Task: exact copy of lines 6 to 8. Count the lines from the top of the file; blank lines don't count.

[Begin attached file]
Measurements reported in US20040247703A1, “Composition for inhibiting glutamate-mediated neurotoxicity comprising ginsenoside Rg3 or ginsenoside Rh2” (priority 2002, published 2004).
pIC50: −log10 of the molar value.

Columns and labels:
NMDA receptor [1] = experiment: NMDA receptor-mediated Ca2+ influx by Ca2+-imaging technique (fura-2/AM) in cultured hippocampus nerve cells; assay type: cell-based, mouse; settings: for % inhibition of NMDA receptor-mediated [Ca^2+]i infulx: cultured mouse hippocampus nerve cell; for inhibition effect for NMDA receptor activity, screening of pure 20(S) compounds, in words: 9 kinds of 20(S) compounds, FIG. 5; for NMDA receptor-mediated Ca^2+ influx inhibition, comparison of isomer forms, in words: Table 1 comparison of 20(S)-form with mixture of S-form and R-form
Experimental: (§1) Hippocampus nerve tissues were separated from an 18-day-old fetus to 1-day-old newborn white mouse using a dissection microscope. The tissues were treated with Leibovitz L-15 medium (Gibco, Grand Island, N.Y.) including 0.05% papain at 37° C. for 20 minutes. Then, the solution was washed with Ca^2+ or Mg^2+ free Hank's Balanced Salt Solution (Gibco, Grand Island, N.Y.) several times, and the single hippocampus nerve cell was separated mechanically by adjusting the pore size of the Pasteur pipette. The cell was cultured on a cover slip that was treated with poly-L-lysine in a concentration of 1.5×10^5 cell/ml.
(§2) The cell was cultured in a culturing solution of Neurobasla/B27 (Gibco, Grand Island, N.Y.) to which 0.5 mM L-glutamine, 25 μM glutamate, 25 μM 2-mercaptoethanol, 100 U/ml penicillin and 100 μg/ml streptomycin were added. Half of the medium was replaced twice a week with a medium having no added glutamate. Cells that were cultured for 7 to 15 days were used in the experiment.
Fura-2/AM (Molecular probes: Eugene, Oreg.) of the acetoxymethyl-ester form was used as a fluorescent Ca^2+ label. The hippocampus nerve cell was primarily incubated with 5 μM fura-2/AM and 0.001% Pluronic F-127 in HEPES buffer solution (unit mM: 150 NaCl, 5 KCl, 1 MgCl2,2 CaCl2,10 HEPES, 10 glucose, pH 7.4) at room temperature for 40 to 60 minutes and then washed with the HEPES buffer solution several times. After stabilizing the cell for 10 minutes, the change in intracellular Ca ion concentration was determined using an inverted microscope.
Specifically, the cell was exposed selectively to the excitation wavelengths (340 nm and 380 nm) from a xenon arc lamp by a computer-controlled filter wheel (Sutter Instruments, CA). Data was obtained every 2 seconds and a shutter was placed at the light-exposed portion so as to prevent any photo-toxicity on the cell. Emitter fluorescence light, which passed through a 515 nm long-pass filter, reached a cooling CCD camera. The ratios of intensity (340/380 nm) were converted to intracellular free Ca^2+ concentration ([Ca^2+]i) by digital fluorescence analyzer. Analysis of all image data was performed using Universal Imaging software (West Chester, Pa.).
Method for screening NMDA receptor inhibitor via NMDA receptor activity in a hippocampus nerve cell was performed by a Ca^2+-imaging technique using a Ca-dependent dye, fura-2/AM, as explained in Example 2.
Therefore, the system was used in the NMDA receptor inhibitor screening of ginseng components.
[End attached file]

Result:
(§2) The cell was cultured in a culturing solution of Neurobasla/B27 (Gibco, Grand Island, N.Y.) to which 0.5 mM L-glutamine, 25 μM glutamate, 25 μM 2-mercaptoethanol, 100 U/ml penicillin and 100 μg/ml streptomycin were added. Half of the medium was replaced twice a week with a medium having no added glutamate. Cells that were cultured for 7 to 15 days were used in the experiment.
Fura-2/AM (Molecular probes: Eugene, Oreg.) of the acetoxymethyl-ester form was used as a fluorescent Ca^2+ label. The hippocampus nerve cell was primarily incubated with 5 μM fura-2/AM and 0.001% Pluronic F-127 in HEPES buffer solution (unit mM: 150 NaCl, 5 KCl, 1 MgCl2,2 CaCl2,10 HEPES, 10 glucose, pH 7.4) at room temperature for 40 to 60 minutes and then washed with the HEPES buffer solution several times. After stabilizing the cell for 10 minutes, the change in intracellular Ca ion concentration was determined using an inverted microscope.
Specifically, the cell was exposed selectively to the excitation wavelengths (340 nm and 380 nm) from a xenon arc lamp by a computer-controlled filter wheel (Sutter Instruments, CA). Data was obtained every 2 seconds and a shutter was placed at the light-exposed portion so as to prevent any photo-toxicity on the cell. Emitter fluorescence light, which passed through a 515 nm long-pass filter, reached a cooling CCD camera. The ratios of intensity (340/380 nm) were converted to intracellular free Ca^2+ concentration ([Ca^2+]i) by digital fluorescence analyzer. Analysis of all image data was performed using Universal Imaging software (West Chester, Pa.).